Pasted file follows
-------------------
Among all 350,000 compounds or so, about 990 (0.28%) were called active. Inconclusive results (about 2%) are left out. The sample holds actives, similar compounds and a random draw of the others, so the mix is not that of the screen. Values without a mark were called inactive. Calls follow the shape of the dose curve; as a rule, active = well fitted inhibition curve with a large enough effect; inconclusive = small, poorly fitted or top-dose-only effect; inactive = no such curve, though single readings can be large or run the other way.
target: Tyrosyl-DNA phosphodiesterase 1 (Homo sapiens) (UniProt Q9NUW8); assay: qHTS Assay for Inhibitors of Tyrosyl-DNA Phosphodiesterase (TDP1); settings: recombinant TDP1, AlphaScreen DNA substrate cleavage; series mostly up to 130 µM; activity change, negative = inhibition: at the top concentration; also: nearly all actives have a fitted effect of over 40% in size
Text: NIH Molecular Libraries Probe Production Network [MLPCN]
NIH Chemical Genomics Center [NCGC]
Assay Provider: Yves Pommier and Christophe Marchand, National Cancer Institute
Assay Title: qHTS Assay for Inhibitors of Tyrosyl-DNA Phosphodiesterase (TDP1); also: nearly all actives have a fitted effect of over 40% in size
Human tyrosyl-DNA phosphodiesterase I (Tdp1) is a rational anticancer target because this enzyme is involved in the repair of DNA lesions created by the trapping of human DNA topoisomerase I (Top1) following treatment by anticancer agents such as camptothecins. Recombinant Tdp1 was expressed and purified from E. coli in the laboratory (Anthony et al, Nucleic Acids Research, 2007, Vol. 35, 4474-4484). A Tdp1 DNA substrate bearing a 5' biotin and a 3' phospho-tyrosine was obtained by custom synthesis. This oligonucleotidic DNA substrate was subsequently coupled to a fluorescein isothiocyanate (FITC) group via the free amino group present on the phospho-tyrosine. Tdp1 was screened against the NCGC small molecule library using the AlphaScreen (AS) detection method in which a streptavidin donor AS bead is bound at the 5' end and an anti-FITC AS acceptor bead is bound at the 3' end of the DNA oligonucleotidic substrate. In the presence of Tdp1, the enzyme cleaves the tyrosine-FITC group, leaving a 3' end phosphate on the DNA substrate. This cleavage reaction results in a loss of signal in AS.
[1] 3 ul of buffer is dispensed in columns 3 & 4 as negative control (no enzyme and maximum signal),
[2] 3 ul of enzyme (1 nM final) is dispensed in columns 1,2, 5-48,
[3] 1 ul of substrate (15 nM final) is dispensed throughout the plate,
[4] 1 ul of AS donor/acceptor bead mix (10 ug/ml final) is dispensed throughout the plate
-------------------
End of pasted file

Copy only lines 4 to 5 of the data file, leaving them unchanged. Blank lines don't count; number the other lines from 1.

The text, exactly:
NIH Chemical Genomics Center [NCGC]
Assay Provider: Yves Pommier and Christophe Marchand, National Cancer Institute